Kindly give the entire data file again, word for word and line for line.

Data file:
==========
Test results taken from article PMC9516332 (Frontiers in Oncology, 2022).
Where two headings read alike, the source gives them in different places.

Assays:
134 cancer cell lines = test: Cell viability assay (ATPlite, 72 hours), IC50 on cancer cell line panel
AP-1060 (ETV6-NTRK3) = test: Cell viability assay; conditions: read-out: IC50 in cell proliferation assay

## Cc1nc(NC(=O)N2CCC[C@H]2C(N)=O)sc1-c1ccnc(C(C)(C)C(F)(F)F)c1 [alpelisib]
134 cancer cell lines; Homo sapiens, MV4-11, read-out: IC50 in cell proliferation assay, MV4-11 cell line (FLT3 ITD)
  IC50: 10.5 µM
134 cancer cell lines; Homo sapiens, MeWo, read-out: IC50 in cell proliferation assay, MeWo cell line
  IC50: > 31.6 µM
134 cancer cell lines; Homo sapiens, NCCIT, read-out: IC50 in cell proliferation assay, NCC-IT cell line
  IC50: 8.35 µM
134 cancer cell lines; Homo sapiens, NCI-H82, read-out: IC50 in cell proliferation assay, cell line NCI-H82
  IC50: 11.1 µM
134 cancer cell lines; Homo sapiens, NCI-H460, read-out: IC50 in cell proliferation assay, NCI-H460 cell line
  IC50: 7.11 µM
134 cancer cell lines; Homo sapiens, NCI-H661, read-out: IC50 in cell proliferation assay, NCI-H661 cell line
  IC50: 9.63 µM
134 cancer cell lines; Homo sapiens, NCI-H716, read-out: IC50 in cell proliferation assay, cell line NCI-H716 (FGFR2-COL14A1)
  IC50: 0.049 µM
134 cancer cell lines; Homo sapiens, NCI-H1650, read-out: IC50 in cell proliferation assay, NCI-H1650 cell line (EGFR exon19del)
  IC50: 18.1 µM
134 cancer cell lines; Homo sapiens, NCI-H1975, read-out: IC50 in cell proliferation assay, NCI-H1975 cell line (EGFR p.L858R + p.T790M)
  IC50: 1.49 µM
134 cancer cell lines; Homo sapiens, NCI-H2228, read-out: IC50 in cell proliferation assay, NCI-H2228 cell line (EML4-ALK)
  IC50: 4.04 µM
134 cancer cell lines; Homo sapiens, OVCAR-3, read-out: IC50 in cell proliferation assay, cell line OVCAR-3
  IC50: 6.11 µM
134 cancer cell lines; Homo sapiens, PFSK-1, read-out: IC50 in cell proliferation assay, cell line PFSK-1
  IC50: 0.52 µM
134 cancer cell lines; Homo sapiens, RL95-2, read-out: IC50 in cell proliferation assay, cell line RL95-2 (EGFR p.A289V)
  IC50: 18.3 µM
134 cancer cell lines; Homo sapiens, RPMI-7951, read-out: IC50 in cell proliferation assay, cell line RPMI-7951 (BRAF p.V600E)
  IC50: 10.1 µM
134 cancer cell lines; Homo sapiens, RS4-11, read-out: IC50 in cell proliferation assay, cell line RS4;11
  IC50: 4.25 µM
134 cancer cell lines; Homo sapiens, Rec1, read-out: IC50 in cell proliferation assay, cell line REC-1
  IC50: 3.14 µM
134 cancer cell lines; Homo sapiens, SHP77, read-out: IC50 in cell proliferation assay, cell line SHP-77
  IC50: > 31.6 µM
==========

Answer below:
Test results taken from article PMC9516332 (Frontiers in Oncology, 2022).
Where two headings read alike, the source gives them in different places.

Assays:
134 cancer cell lines = test: Cell viability assay (ATPlite, 72 hours), IC50 on cancer cell line panel
AP-1060 (ETV6-NTRK3) = test: Cell viability assay; conditions: read-out: IC50 in cell proliferation assay

## Cc1nc(NC(=O)N2CCC[C@H]2C(N)=O)sc1-c1ccnc(C(C)(C)C(F)(F)F)c1 [alpelisib]
134 cancer cell lines; Homo sapiens, MV4-11, read-out: IC50 in cell proliferation assay, MV4-11 cell line (FLT3 ITD)
  IC50: 10.5 µM
134 cancer cell lines; Homo sapiens, MeWo, read-out: IC50 in cell proliferation assay, MeWo cell line
  IC50: > 31.6 µM
134 cancer cell lines; Homo sapiens, NCCIT, read-out: IC50 in cell proliferation assay, NCC-IT cell line
  IC50: 8.35 µM
134 cancer cell lines; Homo sapiens, NCI-H82, read-out: IC50 in cell proliferation assay, cell line NCI-H82
  IC50: 11.1 µM
134 cancer cell lines; Homo sapiens, NCI-H460, read-out: IC50 in cell proliferation assay, NCI-H460 cell line
  IC50: 7.11 µM
134 cancer cell lines; Homo sapiens, NCI-H661, read-out: IC50 in cell proliferation assay, NCI-H661 cell line
  IC50: 9.63 µM
134 cancer cell lines; Homo sapiens, NCI-H716, read-out: IC50 in cell proliferation assay, cell line NCI-H716 (FGFR2-COL14A1)
  IC50: 0.049 µM
134 cancer cell lines; Homo sapiens, NCI-H1650, read-out: IC50 in cell proliferation assay, NCI-H1650 cell line (EGFR exon19del)
  IC50: 18.1 µM
134 cancer cell lines; Homo sapiens, NCI-H1975, read-out: IC50 in cell proliferation assay, NCI-H1975 cell line (EGFR p.L858R + p.T790M)
  IC50: 1.49 µM
134 cancer cell lines; Homo sapiens, NCI-H2228, read-out: IC50 in cell proliferation assay, NCI-H2228 cell line (EML4-ALK)
  IC50: 4.04 µM
134 cancer cell lines; Homo sapiens, OVCAR-3, read-out: IC50 in cell proliferation assay, cell line OVCAR-3
  IC50: 6.11 µM
134 cancer cell lines; Homo sapiens, PFSK-1, read-out: IC50 in cell proliferation assay, cell line PFSK-1
  IC50: 0.52 µM
134 cancer cell lines; Homo sapiens, RL95-2, read-out: IC50 in cell proliferation assay, cell line RL95-2 (EGFR p.A289V)
  IC50: 18.3 µM
134 cancer cell lines; Homo sapiens, RPMI-7951, read-out: IC50 in cell proliferation assay, cell line RPMI-7951 (BRAF p.V600E)
  IC50: 10.1 µM
134 cancer cell lines; Homo sapiens, RS4-11, read-out: IC50 in cell proliferation assay, cell line RS4;11
  IC50: 4.25 µM
134 cancer cell lines; Homo sapiens, Rec1, read-out: IC50 in cell proliferation assay, cell line REC-1
  IC50: 3.14 µM
134 cancer cell lines; Homo sapiens, SHP77, read-out: IC50 in cell proliferation assay, cell line SHP-77
  IC50: > 31.6 µM